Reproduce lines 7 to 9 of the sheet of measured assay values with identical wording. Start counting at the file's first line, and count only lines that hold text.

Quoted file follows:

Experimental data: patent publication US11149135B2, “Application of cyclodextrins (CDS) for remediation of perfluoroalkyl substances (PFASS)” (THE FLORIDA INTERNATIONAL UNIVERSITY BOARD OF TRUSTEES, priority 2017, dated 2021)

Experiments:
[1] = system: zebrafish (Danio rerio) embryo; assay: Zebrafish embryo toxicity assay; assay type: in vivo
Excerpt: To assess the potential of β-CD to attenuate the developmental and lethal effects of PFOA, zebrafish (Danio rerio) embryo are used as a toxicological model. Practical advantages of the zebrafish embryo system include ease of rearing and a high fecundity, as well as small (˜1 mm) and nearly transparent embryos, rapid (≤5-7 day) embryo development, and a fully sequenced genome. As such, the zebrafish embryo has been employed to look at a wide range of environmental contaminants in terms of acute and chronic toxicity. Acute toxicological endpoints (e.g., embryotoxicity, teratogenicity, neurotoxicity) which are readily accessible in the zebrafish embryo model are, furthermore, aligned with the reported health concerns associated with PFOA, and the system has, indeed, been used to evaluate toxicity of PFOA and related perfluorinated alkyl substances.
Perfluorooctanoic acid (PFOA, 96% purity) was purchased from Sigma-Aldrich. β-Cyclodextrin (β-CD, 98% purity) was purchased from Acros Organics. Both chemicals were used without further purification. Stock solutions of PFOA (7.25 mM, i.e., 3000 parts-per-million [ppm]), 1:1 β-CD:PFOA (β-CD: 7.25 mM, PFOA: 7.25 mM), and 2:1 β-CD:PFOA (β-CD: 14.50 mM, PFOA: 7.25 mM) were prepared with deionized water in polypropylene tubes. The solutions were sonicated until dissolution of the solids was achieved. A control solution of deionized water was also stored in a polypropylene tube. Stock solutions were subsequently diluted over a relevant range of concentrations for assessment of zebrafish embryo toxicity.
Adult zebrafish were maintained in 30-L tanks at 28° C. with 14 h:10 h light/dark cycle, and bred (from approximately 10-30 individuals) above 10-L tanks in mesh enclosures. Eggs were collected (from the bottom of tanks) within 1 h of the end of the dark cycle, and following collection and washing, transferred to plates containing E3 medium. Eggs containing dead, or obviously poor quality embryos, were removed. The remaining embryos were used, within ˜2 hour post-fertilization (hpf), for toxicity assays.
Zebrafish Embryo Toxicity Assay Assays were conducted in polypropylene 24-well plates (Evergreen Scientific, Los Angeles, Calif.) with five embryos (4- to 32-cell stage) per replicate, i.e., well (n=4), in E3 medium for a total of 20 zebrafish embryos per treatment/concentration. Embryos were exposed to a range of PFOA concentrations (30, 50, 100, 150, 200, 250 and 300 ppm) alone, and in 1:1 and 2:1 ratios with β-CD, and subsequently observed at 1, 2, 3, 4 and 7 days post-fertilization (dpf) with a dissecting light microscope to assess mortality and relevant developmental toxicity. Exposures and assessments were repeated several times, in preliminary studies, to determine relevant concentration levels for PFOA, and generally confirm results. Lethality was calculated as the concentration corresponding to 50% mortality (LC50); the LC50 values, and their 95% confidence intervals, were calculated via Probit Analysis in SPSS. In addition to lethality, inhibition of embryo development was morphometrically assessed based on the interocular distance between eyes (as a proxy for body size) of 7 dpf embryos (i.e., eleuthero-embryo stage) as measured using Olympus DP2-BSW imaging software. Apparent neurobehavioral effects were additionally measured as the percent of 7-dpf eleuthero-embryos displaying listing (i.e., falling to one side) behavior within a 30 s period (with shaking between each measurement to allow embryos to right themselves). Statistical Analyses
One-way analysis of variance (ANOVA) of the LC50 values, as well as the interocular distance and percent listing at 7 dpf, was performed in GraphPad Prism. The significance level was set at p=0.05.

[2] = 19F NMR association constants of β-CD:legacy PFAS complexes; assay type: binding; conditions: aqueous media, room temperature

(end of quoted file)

Zebrafish Embryo Toxicity Assay Assays were conducted in polypropylene 24-well plates (Evergreen Scientific, Los Angeles, Calif.) with five embryos (4- to 32-cell stage) per replicate, i.e., well (n=4), in E3 medium for a total of 20 zebrafish embryos per treatment/concentration. Embryos were exposed to a range of PFOA concentrations (30, 50, 100, 150, 200, 250 and 300 ppm) alone, and in 1:1 and 2:1 ratios with β-CD, and subsequently observed at 1, 2, 3, 4 and 7 days post-fertilization (dpf) with a dissecting light microscope to assess mortality and relevant developmental toxicity. Exposures and assessments were repeated several times, in preliminary studies, to determine relevant concentration levels for PFOA, and generally confirm results. Lethality was calculated as the concentration corresponding to 50% mortality (LC50); the LC50 values, and their 95% confidence intervals, were calculated via Probit Analysis in SPSS. In addition to lethality, inhibition of embryo development was morphometrically assessed based on the interocular distance between eyes (as a proxy for body size) of 7 dpf embryos (i.e., eleuthero-embryo stage) as measured using Olympus DP2-BSW imaging software. Apparent neurobehavioral effects were additionally measured as the percent of 7-dpf eleuthero-embryos displaying listing (i.e., falling to one side) behavior within a 30 s period (with shaking between each measurement to allow embryos to right themselves). Statistical Analyses
One-way analysis of variance (ANOVA) of the LC50 values, as well as the interocular distance and percent listing at 7 dpf, was performed in GraphPad Prism. The significance level was set at p=0.05.

[2] = 19F NMR association constants of β-CD:legacy PFAS complexes; assay type: binding; conditions: aqueous media, room temperature